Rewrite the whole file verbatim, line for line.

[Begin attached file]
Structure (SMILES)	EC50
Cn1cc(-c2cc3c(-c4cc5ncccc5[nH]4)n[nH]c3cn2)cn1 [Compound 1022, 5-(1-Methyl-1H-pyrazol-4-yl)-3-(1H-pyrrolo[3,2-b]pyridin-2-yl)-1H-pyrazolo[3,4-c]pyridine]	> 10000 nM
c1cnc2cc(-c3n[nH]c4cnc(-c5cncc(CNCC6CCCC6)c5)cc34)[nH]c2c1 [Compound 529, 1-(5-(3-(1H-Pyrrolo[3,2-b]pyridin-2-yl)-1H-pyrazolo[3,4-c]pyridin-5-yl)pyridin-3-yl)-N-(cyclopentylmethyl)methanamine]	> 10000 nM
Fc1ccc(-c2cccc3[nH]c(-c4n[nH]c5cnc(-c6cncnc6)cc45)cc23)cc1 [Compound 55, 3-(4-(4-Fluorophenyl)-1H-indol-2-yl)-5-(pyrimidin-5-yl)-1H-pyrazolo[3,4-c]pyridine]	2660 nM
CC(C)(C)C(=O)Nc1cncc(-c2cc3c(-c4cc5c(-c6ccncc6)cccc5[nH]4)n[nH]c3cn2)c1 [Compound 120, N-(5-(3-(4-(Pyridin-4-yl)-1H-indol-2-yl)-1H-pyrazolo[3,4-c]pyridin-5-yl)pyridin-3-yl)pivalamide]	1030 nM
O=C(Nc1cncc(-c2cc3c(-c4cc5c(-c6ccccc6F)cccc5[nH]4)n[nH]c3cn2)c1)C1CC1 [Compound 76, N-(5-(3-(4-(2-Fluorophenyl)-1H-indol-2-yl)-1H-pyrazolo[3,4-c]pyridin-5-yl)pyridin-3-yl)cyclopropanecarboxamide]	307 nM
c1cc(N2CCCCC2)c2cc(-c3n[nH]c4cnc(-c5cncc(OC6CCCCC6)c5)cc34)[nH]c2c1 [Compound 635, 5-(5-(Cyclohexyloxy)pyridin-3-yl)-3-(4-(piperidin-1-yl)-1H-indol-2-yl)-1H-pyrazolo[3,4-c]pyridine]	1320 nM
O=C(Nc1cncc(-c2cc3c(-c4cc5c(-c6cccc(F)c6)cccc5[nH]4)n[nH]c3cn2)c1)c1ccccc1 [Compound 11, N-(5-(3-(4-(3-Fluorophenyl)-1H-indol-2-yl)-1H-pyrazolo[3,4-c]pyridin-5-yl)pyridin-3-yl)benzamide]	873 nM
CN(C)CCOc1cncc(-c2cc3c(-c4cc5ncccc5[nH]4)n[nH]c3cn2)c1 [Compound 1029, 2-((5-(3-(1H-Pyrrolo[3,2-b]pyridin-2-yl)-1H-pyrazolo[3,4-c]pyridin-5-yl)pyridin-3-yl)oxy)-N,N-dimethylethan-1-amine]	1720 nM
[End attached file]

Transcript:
Structure (SMILES)	EC50
Cn1cc(-c2cc3c(-c4cc5ncccc5[nH]4)n[nH]c3cn2)cn1 [Compound 1022, 5-(1-Methyl-1H-pyrazol-4-yl)-3-(1H-pyrrolo[3,2-b]pyridin-2-yl)-1H-pyrazolo[3,4-c]pyridine]	> 10000 nM
c1cnc2cc(-c3n[nH]c4cnc(-c5cncc(CNCC6CCCC6)c5)cc34)[nH]c2c1 [Compound 529, 1-(5-(3-(1H-Pyrrolo[3,2-b]pyridin-2-yl)-1H-pyrazolo[3,4-c]pyridin-5-yl)pyridin-3-yl)-N-(cyclopentylmethyl)methanamine]	> 10000 nM
Fc1ccc(-c2cccc3[nH]c(-c4n[nH]c5cnc(-c6cncnc6)cc45)cc23)cc1 [Compound 55, 3-(4-(4-Fluorophenyl)-1H-indol-2-yl)-5-(pyrimidin-5-yl)-1H-pyrazolo[3,4-c]pyridine]	2660 nM
CC(C)(C)C(=O)Nc1cncc(-c2cc3c(-c4cc5c(-c6ccncc6)cccc5[nH]4)n[nH]c3cn2)c1 [Compound 120, N-(5-(3-(4-(Pyridin-4-yl)-1H-indol-2-yl)-1H-pyrazolo[3,4-c]pyridin-5-yl)pyridin-3-yl)pivalamide]	1030 nM
O=C(Nc1cncc(-c2cc3c(-c4cc5c(-c6ccccc6F)cccc5[nH]4)n[nH]c3cn2)c1)C1CC1 [Compound 76, N-(5-(3-(4-(2-Fluorophenyl)-1H-indol-2-yl)-1H-pyrazolo[3,4-c]pyridin-5-yl)pyridin-3-yl)cyclopropanecarboxamide]	307 nM
c1cc(N2CCCCC2)c2cc(-c3n[nH]c4cnc(-c5cncc(OC6CCCCC6)c5)cc34)[nH]c2c1 [Compound 635, 5-(5-(Cyclohexyloxy)pyridin-3-yl)-3-(4-(piperidin-1-yl)-1H-indol-2-yl)-1H-pyrazolo[3,4-c]pyridine]	1320 nM
O=C(Nc1cncc(-c2cc3c(-c4cc5c(-c6cccc(F)c6)cccc5[nH]4)n[nH]c3cn2)c1)c1ccccc1 [Compound 11, N-(5-(3-(4-(3-Fluorophenyl)-1H-indol-2-yl)-1H-pyrazolo[3,4-c]pyridin-5-yl)pyridin-3-yl)benzamide]	873 nM
CN(C)CCOc1cncc(-c2cc3c(-c4cc5ncccc5[nH]4)n[nH]c3cn2)c1 [Compound 1029, 2-((5-(3-(1H-Pyrrolo[3,2-b]pyridin-2-yl)-1H-pyrazolo[3,4-c]pyridin-5-yl)pyridin-3-yl)oxy)-N,N-dimethylethan-1-amine]	1720 nM